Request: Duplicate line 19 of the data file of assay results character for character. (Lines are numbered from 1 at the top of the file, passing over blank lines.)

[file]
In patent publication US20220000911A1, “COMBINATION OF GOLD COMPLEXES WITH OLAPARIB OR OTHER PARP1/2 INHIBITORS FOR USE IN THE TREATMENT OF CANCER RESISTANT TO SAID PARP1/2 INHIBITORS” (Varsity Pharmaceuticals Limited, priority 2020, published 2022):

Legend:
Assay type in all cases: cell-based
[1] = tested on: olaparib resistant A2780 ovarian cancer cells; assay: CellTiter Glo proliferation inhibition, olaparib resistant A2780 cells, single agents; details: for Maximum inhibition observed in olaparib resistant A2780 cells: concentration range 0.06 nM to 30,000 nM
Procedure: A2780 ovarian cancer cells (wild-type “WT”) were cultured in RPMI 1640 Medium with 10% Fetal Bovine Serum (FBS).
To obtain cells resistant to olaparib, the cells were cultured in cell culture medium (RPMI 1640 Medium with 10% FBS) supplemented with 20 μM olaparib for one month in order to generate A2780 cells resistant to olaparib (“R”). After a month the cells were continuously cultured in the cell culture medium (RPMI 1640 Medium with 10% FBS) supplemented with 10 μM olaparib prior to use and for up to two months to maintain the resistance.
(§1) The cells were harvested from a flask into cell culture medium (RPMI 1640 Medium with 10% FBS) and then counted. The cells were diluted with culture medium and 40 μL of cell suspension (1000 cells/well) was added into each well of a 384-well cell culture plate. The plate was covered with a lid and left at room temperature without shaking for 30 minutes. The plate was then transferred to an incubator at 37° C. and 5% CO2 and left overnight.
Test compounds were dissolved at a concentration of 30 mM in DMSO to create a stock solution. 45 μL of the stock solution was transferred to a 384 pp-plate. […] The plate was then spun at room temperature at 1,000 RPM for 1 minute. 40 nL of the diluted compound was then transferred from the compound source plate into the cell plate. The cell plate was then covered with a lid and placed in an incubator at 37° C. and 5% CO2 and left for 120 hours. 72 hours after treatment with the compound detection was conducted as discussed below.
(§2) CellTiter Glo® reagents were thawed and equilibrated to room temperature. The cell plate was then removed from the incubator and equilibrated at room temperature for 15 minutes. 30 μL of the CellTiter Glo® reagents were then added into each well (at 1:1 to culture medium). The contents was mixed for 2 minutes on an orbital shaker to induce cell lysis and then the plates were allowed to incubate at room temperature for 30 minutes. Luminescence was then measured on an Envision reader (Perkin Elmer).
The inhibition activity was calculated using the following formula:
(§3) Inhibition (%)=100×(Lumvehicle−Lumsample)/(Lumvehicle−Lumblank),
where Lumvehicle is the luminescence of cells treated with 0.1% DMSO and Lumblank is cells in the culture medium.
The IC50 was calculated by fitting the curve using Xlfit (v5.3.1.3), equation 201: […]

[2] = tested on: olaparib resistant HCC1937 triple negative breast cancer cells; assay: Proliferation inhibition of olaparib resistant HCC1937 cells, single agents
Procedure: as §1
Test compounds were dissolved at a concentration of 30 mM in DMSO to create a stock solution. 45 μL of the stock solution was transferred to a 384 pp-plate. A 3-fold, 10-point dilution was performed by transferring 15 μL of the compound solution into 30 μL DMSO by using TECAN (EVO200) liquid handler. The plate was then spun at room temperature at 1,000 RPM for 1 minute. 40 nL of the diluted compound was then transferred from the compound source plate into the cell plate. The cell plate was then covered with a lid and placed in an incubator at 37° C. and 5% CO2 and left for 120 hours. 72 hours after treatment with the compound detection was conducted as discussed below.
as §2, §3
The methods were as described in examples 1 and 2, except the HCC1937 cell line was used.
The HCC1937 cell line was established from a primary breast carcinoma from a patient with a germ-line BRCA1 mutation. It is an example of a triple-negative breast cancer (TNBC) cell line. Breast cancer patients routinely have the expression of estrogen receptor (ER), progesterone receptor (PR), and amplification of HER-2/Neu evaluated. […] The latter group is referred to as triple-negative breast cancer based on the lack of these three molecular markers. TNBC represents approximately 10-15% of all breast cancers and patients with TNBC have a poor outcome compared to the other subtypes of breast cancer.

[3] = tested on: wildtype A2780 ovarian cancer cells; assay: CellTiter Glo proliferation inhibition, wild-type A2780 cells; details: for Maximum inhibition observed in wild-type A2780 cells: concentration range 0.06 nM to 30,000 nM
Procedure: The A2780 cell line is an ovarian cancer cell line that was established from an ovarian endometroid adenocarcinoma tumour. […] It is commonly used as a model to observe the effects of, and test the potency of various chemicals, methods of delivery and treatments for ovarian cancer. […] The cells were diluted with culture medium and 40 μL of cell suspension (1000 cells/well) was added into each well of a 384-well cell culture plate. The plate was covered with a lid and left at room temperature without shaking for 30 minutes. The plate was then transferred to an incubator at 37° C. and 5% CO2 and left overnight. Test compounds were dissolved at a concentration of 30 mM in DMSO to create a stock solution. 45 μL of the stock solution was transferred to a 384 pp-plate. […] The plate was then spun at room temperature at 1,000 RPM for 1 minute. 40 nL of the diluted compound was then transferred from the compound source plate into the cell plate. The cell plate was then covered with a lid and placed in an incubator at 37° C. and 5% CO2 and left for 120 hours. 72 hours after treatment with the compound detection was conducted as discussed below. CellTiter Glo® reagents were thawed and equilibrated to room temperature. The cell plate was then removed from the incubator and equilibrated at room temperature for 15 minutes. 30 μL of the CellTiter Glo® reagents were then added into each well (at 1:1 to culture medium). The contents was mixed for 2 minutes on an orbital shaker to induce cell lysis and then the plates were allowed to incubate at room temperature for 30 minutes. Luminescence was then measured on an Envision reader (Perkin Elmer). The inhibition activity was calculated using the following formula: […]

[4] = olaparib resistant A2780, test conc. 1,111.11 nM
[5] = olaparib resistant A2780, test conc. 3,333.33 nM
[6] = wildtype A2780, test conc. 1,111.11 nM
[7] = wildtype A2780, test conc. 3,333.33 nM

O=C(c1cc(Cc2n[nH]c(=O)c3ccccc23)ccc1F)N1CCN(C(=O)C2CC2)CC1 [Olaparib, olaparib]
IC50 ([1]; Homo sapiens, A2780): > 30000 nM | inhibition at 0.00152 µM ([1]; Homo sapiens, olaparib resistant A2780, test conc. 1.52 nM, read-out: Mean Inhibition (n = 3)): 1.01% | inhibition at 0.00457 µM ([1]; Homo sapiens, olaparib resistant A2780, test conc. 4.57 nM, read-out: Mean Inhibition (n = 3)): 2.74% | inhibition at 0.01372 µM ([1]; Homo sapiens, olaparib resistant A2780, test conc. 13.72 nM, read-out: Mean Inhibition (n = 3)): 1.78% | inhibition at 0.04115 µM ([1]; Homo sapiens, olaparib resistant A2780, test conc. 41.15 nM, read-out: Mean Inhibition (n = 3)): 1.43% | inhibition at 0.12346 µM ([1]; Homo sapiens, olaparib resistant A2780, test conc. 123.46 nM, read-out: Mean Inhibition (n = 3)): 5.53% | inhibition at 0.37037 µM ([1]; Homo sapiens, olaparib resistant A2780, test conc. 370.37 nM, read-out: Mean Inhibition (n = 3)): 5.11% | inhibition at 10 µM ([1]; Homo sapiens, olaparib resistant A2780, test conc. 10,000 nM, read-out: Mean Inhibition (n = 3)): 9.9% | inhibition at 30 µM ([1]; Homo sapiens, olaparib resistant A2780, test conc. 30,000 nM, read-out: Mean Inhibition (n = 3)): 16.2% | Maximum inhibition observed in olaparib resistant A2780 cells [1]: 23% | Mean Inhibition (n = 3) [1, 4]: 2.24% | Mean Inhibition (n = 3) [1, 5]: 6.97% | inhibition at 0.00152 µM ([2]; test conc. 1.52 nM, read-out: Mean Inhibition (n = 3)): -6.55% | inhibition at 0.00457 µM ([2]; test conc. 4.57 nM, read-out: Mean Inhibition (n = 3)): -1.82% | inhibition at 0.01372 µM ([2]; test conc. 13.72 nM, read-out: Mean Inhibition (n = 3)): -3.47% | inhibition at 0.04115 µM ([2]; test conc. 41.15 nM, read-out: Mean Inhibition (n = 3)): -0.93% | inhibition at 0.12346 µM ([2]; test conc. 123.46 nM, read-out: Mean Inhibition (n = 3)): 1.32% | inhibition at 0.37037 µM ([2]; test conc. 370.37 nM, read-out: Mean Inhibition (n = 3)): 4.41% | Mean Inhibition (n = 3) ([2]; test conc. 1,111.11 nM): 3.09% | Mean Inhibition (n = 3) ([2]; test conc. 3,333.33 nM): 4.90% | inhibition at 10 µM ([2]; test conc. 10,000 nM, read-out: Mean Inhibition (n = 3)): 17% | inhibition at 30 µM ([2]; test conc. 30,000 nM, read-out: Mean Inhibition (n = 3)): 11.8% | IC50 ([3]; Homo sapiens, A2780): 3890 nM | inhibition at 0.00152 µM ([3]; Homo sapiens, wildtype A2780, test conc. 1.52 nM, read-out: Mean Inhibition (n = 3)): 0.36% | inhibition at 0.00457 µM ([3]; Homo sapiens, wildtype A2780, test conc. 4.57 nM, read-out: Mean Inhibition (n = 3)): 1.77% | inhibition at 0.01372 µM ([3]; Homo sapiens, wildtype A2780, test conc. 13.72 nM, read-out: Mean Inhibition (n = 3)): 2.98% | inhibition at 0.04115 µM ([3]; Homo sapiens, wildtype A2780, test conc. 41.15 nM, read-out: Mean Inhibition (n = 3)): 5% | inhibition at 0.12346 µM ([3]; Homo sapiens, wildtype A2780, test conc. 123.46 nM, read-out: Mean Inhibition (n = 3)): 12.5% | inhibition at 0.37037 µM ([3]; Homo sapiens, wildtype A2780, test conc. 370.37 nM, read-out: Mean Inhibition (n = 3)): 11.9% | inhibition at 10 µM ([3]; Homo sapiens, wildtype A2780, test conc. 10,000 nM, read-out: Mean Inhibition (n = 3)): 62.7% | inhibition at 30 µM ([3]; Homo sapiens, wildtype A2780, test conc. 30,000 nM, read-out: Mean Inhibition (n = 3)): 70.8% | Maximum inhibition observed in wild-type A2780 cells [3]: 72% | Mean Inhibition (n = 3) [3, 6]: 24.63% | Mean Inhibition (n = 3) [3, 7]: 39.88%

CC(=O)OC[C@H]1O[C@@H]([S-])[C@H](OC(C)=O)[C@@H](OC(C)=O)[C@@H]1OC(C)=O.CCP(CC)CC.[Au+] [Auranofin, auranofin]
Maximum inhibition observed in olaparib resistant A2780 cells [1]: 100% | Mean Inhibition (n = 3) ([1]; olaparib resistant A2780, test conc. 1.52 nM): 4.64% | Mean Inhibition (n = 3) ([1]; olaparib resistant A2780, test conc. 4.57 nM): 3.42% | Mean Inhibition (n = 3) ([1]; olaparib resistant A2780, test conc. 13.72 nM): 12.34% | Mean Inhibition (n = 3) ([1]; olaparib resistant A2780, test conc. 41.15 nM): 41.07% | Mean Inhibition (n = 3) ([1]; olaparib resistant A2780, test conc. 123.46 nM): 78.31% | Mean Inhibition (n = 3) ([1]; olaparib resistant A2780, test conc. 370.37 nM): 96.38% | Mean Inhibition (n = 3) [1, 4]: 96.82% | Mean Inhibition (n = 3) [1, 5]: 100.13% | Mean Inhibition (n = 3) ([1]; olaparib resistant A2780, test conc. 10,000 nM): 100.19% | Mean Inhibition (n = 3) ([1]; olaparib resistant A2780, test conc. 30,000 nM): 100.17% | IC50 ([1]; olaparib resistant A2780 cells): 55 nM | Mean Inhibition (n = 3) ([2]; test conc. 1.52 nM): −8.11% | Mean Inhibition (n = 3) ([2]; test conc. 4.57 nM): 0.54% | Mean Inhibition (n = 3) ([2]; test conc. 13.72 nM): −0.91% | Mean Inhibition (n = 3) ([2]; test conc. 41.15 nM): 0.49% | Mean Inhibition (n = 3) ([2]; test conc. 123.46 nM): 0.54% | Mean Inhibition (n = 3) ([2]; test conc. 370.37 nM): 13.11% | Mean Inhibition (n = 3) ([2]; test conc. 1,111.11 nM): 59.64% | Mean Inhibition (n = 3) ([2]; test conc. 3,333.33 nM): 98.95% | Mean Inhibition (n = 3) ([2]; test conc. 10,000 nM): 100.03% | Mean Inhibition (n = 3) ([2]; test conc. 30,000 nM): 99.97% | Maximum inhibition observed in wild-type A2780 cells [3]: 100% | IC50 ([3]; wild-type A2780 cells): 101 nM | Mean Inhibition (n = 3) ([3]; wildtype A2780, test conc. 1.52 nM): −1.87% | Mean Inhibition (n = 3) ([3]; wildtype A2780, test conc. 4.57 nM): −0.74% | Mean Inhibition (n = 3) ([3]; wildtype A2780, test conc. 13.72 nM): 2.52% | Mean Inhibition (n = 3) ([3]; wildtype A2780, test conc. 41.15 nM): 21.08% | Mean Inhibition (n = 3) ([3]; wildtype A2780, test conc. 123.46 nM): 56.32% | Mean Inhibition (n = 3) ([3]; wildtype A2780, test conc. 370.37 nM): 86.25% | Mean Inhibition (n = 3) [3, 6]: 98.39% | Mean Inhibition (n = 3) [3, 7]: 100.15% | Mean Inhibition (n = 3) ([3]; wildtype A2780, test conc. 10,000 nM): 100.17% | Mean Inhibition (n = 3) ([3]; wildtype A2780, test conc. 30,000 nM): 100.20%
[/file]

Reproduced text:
The HCC1937 cell line was established from a primary breast carcinoma from a patient with a germ-line BRCA1 mutation. It is an example of a triple-negative breast cancer (TNBC) cell line. Breast cancer patients routinely have the expression of estrogen receptor (ER), progesterone receptor (PR), and amplification of HER-2/Neu evaluated. […] The latter group is referred to as triple-negative breast cancer based on the lack of these three molecular markers. TNBC represents approximately 10-15% of all breast cancers and patients with TNBC have a poor outcome compared to the other subtypes of breast cancer.